I have an American razor, seen in the first picture, that is marked as 120V ~60HZ 12W.

I went to Belgrade and bought an coverter, seen in the second picture, with output of AC 110V and 45W. The razor worked, but it was clear that too much power was going to the device, as the motor was running very fast and very loud. It actually hurt my ears, but I used it anyway.

Now I'm in London and I bought a new converter (picture 3 and 4), hoping to be able to use my device normally, that is with the proper amount of current. The box says it has an output of AC 110V and up to 100W. Is this thing going to blow my razor? What do I need to buy to use this thing properly?


I'm using Airbnb's so would need a solution for a regular UK household.

Also, this is a hair clipper that plugs directly into the wall. No battery involved at all.

American razor blade first adaptor I bought in Europe second convertor second convertor

4 Answers 4


The adapter only changes voltage, not frequency. Since the frequency is about 20% lower than what it was designed for, but the voltage is as designed, it will draw significantly more current into the inductive motor load and heat up more.

It's not really economically practical to change both voltage and current in an inexpensive adapter (many of which are bordering on the criminally dangerous to begin with). Maybe if you used it in a car you could buy an inverter.. but that's a bit silly.

I would suggest either getting a local unit or a travel unit that uses an intermediate conversion to DC so that works from universal power (85-250 VAC 50/60Hz) if they exist, or a battery (primary or USB rechargeable) type.


The wattage on the converter is the maximum it can handle, it's not physically possible for it to supply your razor with more energy than it needs.

The change you experienced in speed and sound with the old converter must be due to something else. Given my (admittedly limited) knowledge on how motors are build, I would guess the frequency was a more likely culprit.

As none of your converters have a listed output frequency it's hard to say anything sane about that, but I wouldn't have guessed it could be wrong (another testament to my limited knowledge on the subject).

In any circumstance: It's extremely unlikely your razor will blow up.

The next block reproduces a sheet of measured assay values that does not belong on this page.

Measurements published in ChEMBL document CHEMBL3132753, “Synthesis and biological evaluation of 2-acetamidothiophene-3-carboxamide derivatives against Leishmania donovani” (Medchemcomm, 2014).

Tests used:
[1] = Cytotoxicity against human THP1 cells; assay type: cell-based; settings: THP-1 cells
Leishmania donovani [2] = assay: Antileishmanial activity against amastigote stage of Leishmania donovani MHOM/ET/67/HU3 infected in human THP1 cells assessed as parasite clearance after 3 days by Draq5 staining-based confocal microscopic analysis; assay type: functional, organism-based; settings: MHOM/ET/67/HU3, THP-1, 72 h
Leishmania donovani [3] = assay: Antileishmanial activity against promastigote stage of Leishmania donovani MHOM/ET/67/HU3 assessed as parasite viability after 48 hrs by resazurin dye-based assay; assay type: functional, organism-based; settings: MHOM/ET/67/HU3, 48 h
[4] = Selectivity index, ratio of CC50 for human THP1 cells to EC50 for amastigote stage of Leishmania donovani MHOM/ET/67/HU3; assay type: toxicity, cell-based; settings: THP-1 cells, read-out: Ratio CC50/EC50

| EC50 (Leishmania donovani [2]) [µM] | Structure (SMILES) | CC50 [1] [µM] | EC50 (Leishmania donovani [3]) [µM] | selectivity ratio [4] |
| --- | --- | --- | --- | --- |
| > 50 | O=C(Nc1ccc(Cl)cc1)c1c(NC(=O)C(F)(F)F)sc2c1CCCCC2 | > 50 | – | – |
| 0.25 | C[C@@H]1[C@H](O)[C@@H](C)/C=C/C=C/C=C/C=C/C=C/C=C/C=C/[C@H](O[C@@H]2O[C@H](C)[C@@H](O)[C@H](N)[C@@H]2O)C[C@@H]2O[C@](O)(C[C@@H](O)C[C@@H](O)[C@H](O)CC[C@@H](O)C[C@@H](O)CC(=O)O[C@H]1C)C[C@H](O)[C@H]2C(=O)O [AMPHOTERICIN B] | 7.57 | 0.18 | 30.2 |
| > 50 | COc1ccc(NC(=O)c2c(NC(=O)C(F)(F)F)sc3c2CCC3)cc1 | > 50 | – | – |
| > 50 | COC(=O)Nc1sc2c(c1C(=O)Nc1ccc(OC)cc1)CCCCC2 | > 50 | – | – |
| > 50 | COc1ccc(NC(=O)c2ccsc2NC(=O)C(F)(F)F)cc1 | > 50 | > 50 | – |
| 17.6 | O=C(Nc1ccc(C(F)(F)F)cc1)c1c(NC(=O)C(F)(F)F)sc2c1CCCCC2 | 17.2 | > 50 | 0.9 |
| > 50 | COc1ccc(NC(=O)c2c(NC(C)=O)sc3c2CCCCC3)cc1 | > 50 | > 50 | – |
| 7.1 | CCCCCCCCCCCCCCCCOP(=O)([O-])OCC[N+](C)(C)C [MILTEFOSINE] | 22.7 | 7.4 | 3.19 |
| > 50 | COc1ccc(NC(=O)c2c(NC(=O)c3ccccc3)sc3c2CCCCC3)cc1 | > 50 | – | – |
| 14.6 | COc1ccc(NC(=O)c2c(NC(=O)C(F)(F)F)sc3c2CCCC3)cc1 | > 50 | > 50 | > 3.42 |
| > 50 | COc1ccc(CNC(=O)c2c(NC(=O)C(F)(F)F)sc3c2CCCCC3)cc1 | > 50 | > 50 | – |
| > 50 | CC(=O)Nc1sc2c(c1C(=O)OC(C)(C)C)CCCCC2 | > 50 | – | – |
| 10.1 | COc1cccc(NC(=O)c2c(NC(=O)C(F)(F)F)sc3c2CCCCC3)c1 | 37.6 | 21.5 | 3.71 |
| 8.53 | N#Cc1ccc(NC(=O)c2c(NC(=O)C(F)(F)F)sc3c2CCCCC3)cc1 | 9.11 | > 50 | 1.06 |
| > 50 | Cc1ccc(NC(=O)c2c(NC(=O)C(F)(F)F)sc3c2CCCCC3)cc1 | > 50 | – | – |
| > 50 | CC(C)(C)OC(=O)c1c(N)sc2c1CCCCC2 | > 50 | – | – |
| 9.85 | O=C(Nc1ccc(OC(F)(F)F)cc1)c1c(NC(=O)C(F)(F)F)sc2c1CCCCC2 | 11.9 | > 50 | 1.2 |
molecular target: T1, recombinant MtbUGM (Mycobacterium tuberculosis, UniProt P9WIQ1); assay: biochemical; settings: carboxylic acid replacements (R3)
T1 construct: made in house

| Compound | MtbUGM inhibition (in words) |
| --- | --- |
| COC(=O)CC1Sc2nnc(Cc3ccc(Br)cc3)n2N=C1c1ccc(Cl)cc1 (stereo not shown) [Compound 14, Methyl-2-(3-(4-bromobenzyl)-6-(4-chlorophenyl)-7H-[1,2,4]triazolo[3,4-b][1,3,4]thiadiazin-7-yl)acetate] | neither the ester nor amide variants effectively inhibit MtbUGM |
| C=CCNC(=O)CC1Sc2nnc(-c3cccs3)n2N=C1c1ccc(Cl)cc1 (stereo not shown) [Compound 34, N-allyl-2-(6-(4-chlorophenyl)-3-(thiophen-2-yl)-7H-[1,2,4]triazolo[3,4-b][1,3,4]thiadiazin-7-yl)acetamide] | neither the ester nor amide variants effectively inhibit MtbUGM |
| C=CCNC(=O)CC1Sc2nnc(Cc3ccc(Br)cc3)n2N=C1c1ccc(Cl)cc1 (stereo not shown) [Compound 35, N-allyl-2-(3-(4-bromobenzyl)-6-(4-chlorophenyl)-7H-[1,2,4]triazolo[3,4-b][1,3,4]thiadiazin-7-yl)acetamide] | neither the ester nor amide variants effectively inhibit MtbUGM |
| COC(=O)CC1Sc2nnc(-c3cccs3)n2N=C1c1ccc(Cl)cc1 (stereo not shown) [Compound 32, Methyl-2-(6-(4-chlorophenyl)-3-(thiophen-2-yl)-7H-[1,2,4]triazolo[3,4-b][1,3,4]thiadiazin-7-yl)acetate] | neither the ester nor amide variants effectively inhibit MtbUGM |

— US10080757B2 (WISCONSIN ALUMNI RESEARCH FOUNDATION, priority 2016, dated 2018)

• The frequency issue came to mind, but the US uses 60 Hz while in Europe we use 50 Hz, so you would expect the razor to run more slowly rather than (seemingly) go wild.
    – jcaron
    Commented Jun 9, 2018 at 12:55
  • @jcaron: I considered that the 50/60 Hz difference would give the opposite effect, from what the OP describes, but I simply don't know enough about how those converters work to rule out that some might produce a new frequency. Commented Jun 10, 2018 at 7:15
  • Alternatively, the Chinese-made converter is simply a fake with no transformer in it, and actually delivers the same 240 volts you put into it. The sellers then hope what people plug into it will be phone/laptop chargers that actually work well on either voltage. Commented Jun 10, 2018 at 11:01

It's the frequency, the timing of the moving parts under the plastic is off, causing a metal arm to bang into the inside of the plastic.

It's really loud, and the timing problem may cause you to pull your hair once in a while. It could also wear out your clippers faster, but should not be a safety issue. If they seem to overheat, stop.


Most hotel bathrooms in the UK have a dual-voltage shaver socket, with both 230 and 110v outputs - so you shouldn't need to buy anything in order to use it.

  • This is true, but they also all have standard "bathroom" sockets, ie round pin. If you look at the adapters the OP is using, they're all standard US flat-pin, which suggests to me that his power connection is US flat-pin.
    – MadHatter
    Commented Jun 9, 2018 at 10:31
  • See my edits. This is a hair clipper that gets plugged directly into the wall. It uses no battery. I'm also staying at an airbnb, so need a solution for a regular household. Commented Jun 9, 2018 at 10:36
  • @MadHatter most of the ones I have come across have had both round and flat pin sockets - I've got one in my house that has round pins marked 240v and flat ones marked 115v. Doesn't help Eric if his Airbnb doesn't have one though!
    – Nick C
    Commented Jun 9, 2018 at 18:32
  • @NickC that's fair enough! Sorry if I muddied the water unhelpfully.
    – MadHatter
    Commented Jun 9, 2018 at 22:30
  • @MadHatter no worries! Shame it doesn't help the OP though, but at least it might help a future visitor...
    – Nick C
    Commented Jun 10, 2018 at 21:02

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